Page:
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Ladies earn national top dog field trial title

Sun., Nov. 24, 2013

This weekend they’re out for fun, hunting quail and chukars near Ellensburg. Last month they were all business in the Midwest, hunting for a top-dog title among the country’s best pointers.

“It’s been three weeks and I’m still winding down from the competition,” said Irene Palmer, who lives with her husband, Cal, near Tacoma in Orting, Wash.

She has plenty to savor after transforming Oct. 31 into “Ladies Day” at the 2013 German Shorthair Pointer Club of America National Field Championships near Eureka, Kan.

In two weeks of competition, Palmer became the first woman handler to win the Amateur Championship and was runner-up in the open competition. She did the job with her 4-year-old female shorthair, who’d delivered a litter of nine pups just seven months before the competition.

They both performed flawlessly before judges and a gallery that had to ride horses to keep up with the action covering many square miles of the Bechtel Ranch.

Dunfur’s Tule Moon – everybody calls her Max – comes from a line of German shorthairs produced by pro trainer Dan Hoke of Dunfur Kennel near Cheney. Although Hoke had trained the dog, the pressure boiled down on Palmer at the championships.

At 5-foot-2, she also may be the shortest handler to win the national title.

“She’s this diminutive person,” Hoke said. “You can’t hear her voice from five feet away, but she has a direct connection to her dog.”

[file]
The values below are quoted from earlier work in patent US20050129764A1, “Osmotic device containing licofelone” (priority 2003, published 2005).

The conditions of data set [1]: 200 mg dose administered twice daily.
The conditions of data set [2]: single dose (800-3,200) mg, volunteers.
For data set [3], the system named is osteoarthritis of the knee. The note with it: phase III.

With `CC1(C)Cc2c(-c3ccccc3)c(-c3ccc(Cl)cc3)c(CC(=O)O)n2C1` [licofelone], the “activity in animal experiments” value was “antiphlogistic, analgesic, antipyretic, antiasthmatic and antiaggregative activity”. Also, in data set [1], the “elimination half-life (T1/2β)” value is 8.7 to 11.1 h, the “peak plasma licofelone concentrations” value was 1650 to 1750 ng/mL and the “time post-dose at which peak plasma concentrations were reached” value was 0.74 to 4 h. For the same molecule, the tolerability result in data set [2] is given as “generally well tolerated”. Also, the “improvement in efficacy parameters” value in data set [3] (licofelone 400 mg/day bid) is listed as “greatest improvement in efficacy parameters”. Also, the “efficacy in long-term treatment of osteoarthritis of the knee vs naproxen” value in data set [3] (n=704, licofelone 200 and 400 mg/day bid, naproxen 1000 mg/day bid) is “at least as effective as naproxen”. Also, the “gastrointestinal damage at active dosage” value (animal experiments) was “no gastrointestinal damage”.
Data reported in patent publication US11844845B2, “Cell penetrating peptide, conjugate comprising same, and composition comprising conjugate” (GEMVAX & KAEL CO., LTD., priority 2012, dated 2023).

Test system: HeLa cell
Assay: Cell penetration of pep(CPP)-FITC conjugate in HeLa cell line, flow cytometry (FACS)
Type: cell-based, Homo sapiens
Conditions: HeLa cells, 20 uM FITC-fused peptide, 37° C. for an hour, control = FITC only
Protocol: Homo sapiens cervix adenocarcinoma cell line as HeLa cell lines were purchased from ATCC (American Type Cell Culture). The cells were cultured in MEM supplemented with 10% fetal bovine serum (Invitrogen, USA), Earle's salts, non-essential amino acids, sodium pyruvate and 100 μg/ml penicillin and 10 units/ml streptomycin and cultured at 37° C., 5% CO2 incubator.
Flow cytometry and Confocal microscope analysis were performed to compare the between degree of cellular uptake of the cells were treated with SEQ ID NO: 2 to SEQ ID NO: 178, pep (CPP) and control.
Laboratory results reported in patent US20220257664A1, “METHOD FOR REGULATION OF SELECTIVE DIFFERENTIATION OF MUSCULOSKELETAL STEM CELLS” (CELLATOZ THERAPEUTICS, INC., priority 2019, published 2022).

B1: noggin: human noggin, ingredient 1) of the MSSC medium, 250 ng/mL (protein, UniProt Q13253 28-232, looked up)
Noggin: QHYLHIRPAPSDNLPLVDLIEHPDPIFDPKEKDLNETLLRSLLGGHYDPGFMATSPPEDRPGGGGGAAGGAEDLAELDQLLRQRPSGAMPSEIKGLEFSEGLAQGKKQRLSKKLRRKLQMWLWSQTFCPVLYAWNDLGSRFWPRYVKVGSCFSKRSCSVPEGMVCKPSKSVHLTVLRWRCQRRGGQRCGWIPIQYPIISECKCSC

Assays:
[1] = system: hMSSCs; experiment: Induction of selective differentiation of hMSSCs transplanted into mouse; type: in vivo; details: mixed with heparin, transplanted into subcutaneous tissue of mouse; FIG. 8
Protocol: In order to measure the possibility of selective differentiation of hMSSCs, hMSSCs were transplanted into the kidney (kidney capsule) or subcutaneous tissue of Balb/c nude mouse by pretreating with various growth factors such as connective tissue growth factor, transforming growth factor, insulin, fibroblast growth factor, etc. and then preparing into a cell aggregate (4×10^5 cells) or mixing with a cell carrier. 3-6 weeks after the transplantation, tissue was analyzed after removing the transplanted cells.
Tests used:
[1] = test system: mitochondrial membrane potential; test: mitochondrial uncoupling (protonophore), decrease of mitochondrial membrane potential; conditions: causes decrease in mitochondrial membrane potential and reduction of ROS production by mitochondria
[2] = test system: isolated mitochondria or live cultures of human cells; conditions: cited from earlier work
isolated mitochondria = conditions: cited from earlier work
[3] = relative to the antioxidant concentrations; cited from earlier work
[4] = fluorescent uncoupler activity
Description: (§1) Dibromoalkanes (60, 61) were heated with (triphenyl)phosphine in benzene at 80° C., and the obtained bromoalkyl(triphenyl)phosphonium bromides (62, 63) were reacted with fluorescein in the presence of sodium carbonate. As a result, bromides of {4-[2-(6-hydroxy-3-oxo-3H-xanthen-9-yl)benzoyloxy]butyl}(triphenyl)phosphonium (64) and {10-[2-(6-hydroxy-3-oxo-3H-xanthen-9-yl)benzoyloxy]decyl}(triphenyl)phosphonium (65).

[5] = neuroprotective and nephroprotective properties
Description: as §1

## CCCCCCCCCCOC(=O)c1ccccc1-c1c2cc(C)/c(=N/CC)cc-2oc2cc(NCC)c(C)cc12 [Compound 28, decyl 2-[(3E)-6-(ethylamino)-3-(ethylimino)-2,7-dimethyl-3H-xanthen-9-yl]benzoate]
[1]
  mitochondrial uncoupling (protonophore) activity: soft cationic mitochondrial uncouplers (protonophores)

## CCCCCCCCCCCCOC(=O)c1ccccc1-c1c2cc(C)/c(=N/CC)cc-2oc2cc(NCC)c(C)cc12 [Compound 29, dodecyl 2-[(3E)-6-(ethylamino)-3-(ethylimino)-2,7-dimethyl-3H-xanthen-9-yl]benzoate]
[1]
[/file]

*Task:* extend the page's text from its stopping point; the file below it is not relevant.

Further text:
Winning a national championship doesn’t just happen one day.

“My husband and I have been at this 20 years and we’ve had 10 dogs,” Palmer said, listing a staggering amount of travel and numerous competitions required to campaign a field trial dog to the top ranks.

“This is my third year of handling at the national level and I was in Kansas for three weeks for the championships.”

The Palmers had trained their first field trial dogs themselves, but the task has become nearly impossible. “There’s no place left on public land in Western Washington where you can train a bird dog on horseback,” she said.

The last places – Fort Lewis and Scatter Creek Wildlife Area, which was dedicated in the 1960s as a field trialing area near Olympia – have been closed to horse travel by state laws enforced to protect threatened species such as the Mazama pocket gopher and Taylor’s checkerspot butterfly.

Palmer says she may have had more time to develop a champion years ago if she hadn’t been to so many meetings with Fish and Wildlife Department staff in the futile attempt to maintain a place to train.

Beyond training, it takes years “to learn all the subtle stuff” about field trialing, as well as some luck in getting the right dog, she said.

“We’d always had liver-colored dogs,” she noted, suggesting she had to get past a little bias just to take in Max, who is mostly white.

“As a puppy, she was just this cute little thing, but I had no idea what she’d be.

“She was beautiful on point and a good hunting dog, but it was a while before she took off.”